About dunes properties of Charleston

dunes properties of Charleston is a real estate, vacation rental and property management company representing the Lowcountry with almost 80 exclusive Charleston beach vacation rental properties, 70 real estate agents and employees, four full-service offices. Nobody knows the Charleston Coast better.

Isle of Palms Office

1400 Palm Boulevard
Isle of Palms, SC 29451
843.886.5600

Real Estate Inquiries:
realestate@dunesproperties.com
Vacation Rental Inquiries:
vacations@dunesproperties.com


Folly Beach Office

31 Center Street
Folly Beach, SC 29439
843.588.3800

Real Estate Inquiries:
realestate@dunesproperties.com
Vacation Rental Inquiries:
vacations@dunesproperties.com


The Real Estate Studio

214 King Street
Charleston, SC 29401
843.722.5618

Real Estate Inquiries:
realestate@dunesproperties.com
Vacation Rental Inquiries:
vacations@dunesproperties.com


Kiawah Seabrook Office

1887 Andell Bluff Boulevard
Johns Island, SC 29455
843.768.9800

Real Estate Inquiries:
realestate@dunesproperties.com
Vacation Rental Inquiries:
vacations@dunesproperties.com


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What gas shortage? Why Charleston has little to fear.

What gas shortage? Why Charleston has little to fear.

I went to Asheville, NC on Sunday for what I thought would be a brief visit with my best friend.  Before my journey, I filled up at the East Bay Express then headed off to the mountains of Western North Carolina. As I approached Hendersonville, my little voice said, “Hey, why don’t you stop and get some gas before you get there?  You’re down to less than a quarter of a tank.”  Then my other little voice responded, “Let’s just get there!  We’ll get gas later.  There’s no hurry.”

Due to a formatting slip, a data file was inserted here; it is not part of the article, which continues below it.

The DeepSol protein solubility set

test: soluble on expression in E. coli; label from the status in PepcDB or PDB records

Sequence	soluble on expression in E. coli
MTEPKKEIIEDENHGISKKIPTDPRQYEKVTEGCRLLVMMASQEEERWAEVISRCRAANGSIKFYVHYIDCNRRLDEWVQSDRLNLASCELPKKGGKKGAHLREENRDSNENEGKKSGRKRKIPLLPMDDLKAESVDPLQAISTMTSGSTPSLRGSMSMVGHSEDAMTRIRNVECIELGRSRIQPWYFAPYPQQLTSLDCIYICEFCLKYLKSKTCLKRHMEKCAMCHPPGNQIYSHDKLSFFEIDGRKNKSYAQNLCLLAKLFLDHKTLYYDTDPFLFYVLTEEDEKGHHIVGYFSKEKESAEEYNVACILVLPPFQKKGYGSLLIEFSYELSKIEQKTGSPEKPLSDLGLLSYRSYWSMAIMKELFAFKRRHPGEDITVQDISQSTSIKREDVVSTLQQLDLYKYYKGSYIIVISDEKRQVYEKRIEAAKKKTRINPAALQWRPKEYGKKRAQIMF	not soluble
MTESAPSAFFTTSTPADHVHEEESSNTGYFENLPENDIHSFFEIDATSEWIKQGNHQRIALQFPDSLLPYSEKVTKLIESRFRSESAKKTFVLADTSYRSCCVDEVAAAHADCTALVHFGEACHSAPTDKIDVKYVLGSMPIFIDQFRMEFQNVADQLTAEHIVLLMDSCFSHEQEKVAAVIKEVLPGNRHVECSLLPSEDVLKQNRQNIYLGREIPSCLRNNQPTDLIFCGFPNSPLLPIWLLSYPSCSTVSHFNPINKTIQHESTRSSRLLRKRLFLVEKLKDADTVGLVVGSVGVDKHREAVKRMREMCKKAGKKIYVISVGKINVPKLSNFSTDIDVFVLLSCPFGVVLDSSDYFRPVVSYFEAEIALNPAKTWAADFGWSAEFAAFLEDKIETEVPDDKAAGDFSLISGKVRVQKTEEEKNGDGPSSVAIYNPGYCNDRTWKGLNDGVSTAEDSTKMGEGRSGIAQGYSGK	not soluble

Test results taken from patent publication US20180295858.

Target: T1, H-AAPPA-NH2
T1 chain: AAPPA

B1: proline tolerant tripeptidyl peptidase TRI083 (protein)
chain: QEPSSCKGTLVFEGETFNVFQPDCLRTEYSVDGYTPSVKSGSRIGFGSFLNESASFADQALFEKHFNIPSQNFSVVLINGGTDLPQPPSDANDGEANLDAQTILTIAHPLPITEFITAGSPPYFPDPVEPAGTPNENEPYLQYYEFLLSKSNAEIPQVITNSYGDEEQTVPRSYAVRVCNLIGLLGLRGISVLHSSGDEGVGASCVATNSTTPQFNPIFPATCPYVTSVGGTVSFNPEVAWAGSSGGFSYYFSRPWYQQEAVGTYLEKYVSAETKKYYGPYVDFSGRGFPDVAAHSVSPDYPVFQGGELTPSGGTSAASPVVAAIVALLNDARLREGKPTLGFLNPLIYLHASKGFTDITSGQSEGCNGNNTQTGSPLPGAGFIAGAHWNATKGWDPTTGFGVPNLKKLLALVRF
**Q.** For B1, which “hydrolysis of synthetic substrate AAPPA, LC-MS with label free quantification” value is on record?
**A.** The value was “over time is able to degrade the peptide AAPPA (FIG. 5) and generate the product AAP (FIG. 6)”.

Turns out, there was a hurry.  By Monday evening, gas was scarce and there were unbelievable lines (up to 2 hours) to fill up.  I decided to wait an extra day because surely there would be gas on Tuesday.  When Tuesday came and went with only more news of bone-dry stations, my hope for gas by Wednesday faltered. I finally made it home late Wednesday evening after my chivalrous husband drove 30 gallons of precious petroleum all the way from Charleston to rescue me.

Upon my return, I was surprised to learn that few people here seemed to know that an entire area of Western NC had run completely out of gas.  It seemed strange to me after several days of talking about nothing but gas (and the lack of it) that no one in our fair city seemed threatened by a shortage.

As the week progressed, more and more areas of the Southeast were affected by the scarcity and people started buzzing about Augusta, Atlanta, Charlotte, Nashville.  Still, here in Charleston, we’re not worried. Although our country’s gas supply is at it’s lowest level since 1967, our coastal location and the presence of our busy port will likely guarantee no crisis here.

-Traci Magnus

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